László Moholy-Nagy’s bold and powerful photogram highlights the experimental verve of the German institution.

Untitled (Bauhaus Balconies), 1925-1928. © The Moholy-Nagy Estate

This striking untitled image by Hungarian constructivist László Moholy-Nagy was made in the mid-to-late 1920s entirely without a camera. What we have here is a photogram rather than a photograph of the sleek, stark lines of the Bauhaus Building in Dessau, Germany (where Moholy-Nagy worked as a professor). “He exposed photographic paper directly to light,” says Amanda Hajjar, director of exhibitions at Fotografiska New York. “The result is the antithesis of a realistic depiction. Everything is abstracted due to extreme loss of detail.”

“Moholy-Nagy’s ground-breaking approach to photo-based image-making changed the face of the medium”

In this celebration of design, architecture and experimental image-making, Moholy-Nagy upends traditional perceptions of photography’s functionality, employing drastic angles and geometric precision that embody the principles of Bauhaus teaching. While photograms are usually associated with close quarters, object-led experimentation, Moholy-Nagy brings the process out into the world, celebrating the underside of the building’s balconies in a manner that makes them appear utterly alien. Only the outline of a curtain, and the inverse image of a figure (which could be the artist himself, or perhaps Bauhaus founder Walter Gropius) grounds this image in reality.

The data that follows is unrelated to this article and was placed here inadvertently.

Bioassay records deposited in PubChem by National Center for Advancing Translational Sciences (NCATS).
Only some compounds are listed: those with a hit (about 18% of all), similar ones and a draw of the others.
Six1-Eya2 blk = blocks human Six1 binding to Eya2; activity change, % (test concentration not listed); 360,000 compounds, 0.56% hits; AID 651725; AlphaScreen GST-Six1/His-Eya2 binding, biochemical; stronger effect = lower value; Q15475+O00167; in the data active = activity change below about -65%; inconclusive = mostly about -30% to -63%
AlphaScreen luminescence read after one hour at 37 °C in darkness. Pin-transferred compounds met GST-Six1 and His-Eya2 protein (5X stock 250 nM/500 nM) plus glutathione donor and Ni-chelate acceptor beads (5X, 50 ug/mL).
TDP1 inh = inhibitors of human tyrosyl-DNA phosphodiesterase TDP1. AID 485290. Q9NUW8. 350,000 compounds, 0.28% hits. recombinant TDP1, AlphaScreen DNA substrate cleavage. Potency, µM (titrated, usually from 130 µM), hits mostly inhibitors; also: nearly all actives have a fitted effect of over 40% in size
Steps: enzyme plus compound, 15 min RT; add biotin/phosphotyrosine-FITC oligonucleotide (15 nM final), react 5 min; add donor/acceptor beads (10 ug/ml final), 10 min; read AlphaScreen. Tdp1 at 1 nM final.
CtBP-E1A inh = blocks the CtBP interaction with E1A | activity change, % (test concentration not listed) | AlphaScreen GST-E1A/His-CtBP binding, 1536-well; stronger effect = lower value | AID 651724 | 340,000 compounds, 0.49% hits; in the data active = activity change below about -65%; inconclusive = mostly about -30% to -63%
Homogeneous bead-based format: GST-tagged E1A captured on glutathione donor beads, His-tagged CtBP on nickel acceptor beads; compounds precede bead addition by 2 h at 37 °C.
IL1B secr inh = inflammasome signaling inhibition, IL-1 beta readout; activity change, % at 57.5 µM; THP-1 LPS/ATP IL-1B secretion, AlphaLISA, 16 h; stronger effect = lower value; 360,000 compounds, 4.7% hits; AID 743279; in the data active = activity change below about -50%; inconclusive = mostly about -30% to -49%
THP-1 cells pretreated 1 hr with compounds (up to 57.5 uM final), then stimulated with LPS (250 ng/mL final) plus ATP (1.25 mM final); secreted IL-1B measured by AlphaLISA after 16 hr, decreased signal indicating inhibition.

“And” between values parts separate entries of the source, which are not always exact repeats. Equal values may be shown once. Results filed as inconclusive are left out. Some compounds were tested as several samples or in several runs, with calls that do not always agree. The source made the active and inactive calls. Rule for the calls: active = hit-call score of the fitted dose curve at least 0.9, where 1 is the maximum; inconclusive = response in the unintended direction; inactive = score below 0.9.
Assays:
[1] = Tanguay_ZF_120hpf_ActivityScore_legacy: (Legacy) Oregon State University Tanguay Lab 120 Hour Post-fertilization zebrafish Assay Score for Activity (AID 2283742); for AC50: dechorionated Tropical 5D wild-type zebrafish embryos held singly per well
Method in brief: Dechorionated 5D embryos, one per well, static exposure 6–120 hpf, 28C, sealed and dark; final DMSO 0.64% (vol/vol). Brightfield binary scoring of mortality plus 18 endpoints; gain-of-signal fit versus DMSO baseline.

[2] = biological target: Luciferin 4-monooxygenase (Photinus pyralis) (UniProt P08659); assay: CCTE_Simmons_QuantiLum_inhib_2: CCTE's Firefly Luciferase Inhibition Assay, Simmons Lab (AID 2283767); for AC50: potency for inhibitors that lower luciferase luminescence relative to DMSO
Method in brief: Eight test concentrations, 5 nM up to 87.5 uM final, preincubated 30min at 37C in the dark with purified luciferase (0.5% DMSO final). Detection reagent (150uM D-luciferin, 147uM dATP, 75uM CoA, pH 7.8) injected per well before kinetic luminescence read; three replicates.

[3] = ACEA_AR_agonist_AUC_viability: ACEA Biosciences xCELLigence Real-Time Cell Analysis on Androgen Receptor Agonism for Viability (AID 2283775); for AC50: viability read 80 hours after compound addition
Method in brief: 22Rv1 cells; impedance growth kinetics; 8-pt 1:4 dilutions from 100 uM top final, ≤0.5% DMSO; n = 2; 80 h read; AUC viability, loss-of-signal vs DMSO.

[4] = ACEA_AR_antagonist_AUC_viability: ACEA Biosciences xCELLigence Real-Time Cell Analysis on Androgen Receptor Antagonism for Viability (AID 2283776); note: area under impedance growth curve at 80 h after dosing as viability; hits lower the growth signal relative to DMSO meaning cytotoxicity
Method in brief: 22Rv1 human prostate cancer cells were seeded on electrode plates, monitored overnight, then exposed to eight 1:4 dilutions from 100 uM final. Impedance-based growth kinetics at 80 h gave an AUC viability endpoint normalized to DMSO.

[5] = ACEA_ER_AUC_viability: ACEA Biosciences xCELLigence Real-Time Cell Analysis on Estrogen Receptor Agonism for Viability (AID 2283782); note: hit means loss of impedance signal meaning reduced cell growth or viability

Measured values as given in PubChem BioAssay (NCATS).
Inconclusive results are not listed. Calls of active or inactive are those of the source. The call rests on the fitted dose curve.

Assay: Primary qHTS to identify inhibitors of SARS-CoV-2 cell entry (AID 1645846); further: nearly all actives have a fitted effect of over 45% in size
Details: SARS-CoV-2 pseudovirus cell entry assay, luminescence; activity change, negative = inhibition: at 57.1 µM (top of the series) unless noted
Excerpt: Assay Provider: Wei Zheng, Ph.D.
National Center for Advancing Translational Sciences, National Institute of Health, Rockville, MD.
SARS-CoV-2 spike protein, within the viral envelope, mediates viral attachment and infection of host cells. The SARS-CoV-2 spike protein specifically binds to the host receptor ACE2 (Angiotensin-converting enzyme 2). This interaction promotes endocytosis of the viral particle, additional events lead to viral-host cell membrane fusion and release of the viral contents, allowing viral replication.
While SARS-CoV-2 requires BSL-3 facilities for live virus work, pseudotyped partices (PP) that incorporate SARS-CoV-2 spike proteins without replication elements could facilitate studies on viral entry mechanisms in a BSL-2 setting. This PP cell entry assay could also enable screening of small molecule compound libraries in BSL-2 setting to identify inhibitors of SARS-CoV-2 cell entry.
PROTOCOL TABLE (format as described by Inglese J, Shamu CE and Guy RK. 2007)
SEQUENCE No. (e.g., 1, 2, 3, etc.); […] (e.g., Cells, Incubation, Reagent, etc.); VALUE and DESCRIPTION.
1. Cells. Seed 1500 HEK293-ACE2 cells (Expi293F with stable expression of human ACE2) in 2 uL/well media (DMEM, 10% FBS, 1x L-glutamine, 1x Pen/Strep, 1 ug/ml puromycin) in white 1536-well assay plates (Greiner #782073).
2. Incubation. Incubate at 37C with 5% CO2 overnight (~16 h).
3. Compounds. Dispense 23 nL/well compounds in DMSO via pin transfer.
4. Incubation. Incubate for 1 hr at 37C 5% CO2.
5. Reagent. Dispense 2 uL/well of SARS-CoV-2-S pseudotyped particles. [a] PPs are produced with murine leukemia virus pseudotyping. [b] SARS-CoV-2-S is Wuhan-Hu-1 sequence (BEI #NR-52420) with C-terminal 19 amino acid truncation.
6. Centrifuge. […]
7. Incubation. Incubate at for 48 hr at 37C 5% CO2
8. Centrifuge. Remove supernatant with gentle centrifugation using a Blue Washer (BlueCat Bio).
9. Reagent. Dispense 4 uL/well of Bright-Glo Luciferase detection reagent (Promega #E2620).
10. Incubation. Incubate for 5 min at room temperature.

Although Moholy-Nagy worked across film, collage, painting and more, his ground-breaking approach to photo-based image-making changed the face of the medium. “Avant-garde is an overused term, but it is very much the case with Moholy-Nagy,” Hajjar explains. “He was pushing the realm of photography a hundred years ago, experimenting in ways that were so utterly new.”

Holly Black is Elephant’s managing editor

László Moholy-Nagy: Light Play is at Fotografiska New York until 5 June



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